Children of the Pyre (Rajesh S. Jala, 2008)
I’m a big fan of horror movies. Not because they scare me; maybe a half-dozen horror movies have done that in the past forty years, but because they are, in the main, a paradoxical escape from the horrors of reality. Horror movies are predictable, conventional creatures for the most part, as much a slave to their internal mores as romance novels. I haven’t seen a horror movie that’s truly scared me in over a decade. On the other hand, I can think of two documentaries just off the top of my head that I’ve seen in the past two years that have been far more disturbing than any horror film. This is one of them. (The other is Modify.)
Children of the Pyre takes a look at the lower-caste youths who scratch out a living tending India’s constantly-burning funeral pyres. Specifically, India’s largest funeral pyre is Manikarnika, in Varanasi. Legend has it that Manikarnika is the site where Shakti immolated himself, and so thousands of Hindi per year are transported here upon death to be cremated. Someone has to keep the home fires burning, as it were, and that job usually falls to children. They supplement their meager income—often the bulk of what their families make, as these are the children of the caste known in India as untouchables—by stealing burial shrouds, washing, and reselling them. (One of the movie’s most heartbreaking scenes, from an American perspective, is the title card at the end of this sequence that tells you how much they make per shroud. After that, you can’t help but think about the fact that this amount, to each of these children and their families, is non-trivial.)
Perhaps ironically, if you’re used to the American method of making “documentaries” these days, Children of the Pyre gains its power not from the naked manipulation of the viewer, nor the gross exaggeration of the subject matter. If Jala is influenced by any Western documentarian, it is Errol Morris, whose be-as-invisible-as-possible style of filmmaking is all too rare in America these days. Perhaps, though, a closer parallel would be to Thai filmmaker Apichatpong Weerasethakul, despite his sole quasi-documentary, The Mysterious Object at Noon, eventually becoming so absurd that one would not be judged harshly for assuming it turns into a fantasy film halfway through. But Jala’s film has that same sort of filmmaker-journeying-into-the-heart-of-darkness feel as Weerasethakul’s, despite Jala’s camera rarely moving more than a hundred yards. He just points, shoots, and lets these pubescent and prepubescent kids tell their stories, full of bravado (both false and true), hope that has somehow not been smothered by the caste system, and a strong—one could never say “burning”—desire to enjoy their childhoods for as long as possible despite the strenuous, not to mention morbid, nature of their work.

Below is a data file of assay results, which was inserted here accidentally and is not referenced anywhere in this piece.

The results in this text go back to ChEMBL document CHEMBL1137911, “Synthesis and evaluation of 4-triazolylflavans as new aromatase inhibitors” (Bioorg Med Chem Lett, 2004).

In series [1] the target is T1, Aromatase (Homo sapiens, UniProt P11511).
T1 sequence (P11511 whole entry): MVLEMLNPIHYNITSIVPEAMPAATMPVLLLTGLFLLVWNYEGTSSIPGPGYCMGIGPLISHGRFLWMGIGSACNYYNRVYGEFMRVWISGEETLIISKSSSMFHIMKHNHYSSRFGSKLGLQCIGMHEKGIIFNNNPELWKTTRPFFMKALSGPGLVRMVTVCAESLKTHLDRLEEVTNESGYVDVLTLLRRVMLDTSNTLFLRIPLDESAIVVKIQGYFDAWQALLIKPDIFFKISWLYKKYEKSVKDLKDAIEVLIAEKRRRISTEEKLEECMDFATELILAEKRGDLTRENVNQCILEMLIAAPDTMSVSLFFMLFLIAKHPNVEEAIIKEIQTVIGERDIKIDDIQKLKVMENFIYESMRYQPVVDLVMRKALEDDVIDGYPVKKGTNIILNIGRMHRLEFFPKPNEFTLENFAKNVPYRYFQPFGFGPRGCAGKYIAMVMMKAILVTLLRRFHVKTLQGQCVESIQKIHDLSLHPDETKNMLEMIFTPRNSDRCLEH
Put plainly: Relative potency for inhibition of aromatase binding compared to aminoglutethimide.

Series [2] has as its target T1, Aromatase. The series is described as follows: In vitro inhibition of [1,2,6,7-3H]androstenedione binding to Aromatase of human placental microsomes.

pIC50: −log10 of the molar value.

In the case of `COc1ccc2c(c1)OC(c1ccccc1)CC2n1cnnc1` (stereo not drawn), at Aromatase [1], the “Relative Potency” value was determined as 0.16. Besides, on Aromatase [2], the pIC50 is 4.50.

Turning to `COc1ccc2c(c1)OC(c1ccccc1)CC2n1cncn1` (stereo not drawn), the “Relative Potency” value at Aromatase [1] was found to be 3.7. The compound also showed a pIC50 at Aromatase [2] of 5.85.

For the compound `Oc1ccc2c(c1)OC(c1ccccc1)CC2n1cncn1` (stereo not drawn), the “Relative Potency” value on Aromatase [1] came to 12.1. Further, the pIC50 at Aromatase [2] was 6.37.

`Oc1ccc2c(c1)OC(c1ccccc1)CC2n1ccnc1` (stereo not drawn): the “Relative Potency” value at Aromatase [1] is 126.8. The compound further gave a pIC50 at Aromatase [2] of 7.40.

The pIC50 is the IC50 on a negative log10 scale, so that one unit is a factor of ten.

Nancy Pearl, in her first book of recommendations, lamented that there are so few novels extant in which the work a character does takes center stage. The same is often true of film, but if you’re looking for one, Children of the Pyre is pretty hard to beat. It is powerful, deeply affecting, and more often than not flat-out disturbing. A lot of American documentary filmmakers could learn a great deal about how to craft a documentary from Rajesh Jala. *** ½